Due to excellent B2C experiences, customers have high expectations of all the products they use. In today’s connected SaaS world, we have more access to data more than ever before. Go-to-market strategies have gone from going from door to door to reaching customers through phone, email, or internet to attracting customers with content, social media, and SEO and now, to letting the product speak for itself through user interaction — product-led marketing.

Below are three strategies for unlocking product-led growth:

  • Product-qualified leads (PQLs): Buying intent based on product interest and usage.

  • Your product as a marketing channel: In-product messages have 3x higher engagement and a 67% higher email open rate, according to Gainsight.

  • Product-led growth and customer success: Allows you to gain greater insight into what resonates with messaging/positioning. Also leads to higher levels of engagement.

Turning Competitive Insight Into Revenue Growth

Knowing your competitors is crucial to developing a successful product that stands out and meets certain needs that were unmet before. By tracking your competitors’ moves on and off their website, identifying trends and insights, and sharing relevant insights to guide your next actions.

Driving Revenue Growth in Marketing and Sales

Copy tactics that work. Set yourself apart from competitors by making up for what they lack in marketing. Then, see where they’re investing in marketing via job openings and new hires. The point is to take certain micro-actions from the information you gained through competitive insights. For example, you discovered that your competitor has improved their customer services program. As a result, you alert your own services and executive teams to encourage development in services so that you can better compete.

Driving Revenue Growth in Product

To develop and launch winning products, be sure to:

  • Analyze strengths and gaps in competitors’ products and services. Provide product direction based on market gaps.

  • Analyze strengths and gaps in your solutions. Improve upon these areas.

  • Identify underserved markets and growing markets with similar needs. Market your product to these audiences.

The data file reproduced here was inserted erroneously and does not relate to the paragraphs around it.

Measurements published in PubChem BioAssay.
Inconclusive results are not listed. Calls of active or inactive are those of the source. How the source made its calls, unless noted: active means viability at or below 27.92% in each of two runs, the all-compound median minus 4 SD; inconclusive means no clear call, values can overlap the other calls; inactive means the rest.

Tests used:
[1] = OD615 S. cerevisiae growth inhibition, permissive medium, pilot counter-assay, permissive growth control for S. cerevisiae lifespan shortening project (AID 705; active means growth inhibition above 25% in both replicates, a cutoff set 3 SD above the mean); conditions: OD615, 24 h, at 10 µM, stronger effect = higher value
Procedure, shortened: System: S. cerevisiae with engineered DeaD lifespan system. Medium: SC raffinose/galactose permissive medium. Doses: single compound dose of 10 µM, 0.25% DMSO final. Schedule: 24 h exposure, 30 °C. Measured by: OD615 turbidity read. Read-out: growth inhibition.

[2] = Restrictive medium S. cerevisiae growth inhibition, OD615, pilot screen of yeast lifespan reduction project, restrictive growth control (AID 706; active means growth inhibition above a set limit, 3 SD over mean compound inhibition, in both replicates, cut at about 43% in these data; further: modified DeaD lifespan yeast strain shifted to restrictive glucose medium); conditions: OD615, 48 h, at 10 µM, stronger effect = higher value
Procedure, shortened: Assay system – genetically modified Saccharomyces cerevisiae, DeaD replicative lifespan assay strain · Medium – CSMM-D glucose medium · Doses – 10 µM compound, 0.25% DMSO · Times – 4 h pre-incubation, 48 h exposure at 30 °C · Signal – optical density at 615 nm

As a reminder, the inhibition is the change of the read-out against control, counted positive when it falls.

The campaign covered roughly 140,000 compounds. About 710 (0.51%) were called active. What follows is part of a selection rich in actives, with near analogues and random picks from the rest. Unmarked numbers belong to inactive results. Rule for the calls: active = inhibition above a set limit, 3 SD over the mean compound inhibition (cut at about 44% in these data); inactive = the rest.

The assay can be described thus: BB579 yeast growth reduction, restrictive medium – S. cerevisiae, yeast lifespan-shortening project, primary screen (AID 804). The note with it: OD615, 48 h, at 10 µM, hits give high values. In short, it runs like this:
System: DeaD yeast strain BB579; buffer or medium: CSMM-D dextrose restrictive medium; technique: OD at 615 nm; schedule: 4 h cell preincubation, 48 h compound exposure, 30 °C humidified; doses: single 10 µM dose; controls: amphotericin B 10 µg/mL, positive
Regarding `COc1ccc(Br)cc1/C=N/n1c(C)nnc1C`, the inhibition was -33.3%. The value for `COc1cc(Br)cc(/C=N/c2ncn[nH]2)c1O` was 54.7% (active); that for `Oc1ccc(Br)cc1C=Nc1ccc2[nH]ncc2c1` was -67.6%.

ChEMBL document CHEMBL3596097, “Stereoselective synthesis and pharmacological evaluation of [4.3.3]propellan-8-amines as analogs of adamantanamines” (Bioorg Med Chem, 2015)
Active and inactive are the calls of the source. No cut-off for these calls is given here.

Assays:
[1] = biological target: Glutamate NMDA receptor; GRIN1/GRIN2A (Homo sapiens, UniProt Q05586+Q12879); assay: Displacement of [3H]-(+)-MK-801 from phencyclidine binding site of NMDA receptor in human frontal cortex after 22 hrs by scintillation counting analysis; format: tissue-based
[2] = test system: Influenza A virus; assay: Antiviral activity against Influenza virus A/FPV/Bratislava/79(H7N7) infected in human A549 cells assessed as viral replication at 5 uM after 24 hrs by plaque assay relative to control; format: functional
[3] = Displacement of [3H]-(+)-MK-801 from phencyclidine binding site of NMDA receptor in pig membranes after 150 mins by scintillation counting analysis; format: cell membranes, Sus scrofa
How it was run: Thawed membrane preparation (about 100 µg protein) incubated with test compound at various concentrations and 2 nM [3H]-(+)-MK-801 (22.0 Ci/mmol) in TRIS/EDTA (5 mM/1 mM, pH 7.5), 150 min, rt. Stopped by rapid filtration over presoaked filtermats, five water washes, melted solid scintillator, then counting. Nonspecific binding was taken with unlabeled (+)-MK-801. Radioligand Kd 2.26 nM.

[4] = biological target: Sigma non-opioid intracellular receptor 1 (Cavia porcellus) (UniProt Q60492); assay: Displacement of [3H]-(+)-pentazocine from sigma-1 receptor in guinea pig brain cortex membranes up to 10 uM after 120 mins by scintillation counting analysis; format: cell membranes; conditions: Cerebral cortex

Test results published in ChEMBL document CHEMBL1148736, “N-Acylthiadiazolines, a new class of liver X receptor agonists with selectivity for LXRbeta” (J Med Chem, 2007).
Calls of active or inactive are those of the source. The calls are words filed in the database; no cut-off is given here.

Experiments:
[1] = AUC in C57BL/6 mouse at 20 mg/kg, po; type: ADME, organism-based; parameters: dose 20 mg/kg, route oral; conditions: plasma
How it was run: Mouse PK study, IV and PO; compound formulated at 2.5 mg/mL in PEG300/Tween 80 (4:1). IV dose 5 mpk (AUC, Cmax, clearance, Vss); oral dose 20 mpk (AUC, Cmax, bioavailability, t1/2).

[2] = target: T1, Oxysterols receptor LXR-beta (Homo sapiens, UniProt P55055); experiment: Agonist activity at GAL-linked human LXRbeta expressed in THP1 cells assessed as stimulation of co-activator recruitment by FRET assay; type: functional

• Learn from mistakes when serving similar customers. Share mistakes to avoid and develop strategies to copy what’s working.

  • Identify opportunities to differentiate. Look for opportunities to stand out.

  • Incorporate customer feedback. By looking at feedback from competitors’ customers, you may find areas where your product needs to improve.

To stay in the loop regarding your competitors’ actions, always use up-to-date resources, sign up for email updates on key changes, make urgent announcements about what you’ve learned, and perform a long-term analysis of your competitors.

In a nutshell, successful product marketing involves setting goals for your product launch, measuring its impact, and gaining feedback from customers as well as other key players. Setting goals is key because it helps guide your actions and measure your success. You can’t measure success without setting a standard for success — goals. And one of the best ways to achieve that success is through competitive insights, which can help you find ways to make your product better than your competitors’.


Recent Posts

See All

Playbooks That "Got Game"

By Wayne Cerullo, B2P Partners Got a playbook that your sales team really uses? Research shows most don’t. In fact, many don’t have a sales playbook at all. But perhaps worse — very few of the sales t

Rethinking Product Marketing

By Steve Gaylor, Pragmatic Institute, and Rowan Noronha When it comes to product marketing, typically your focus is on the product. You want to tell people how great your product is, how awesome its f


Journal          Resources           Press          Submit Your Story         Privacy

  • twit
  • in
  • fb
  • yt

2020 Product Marketing Community. All Rights Reserved.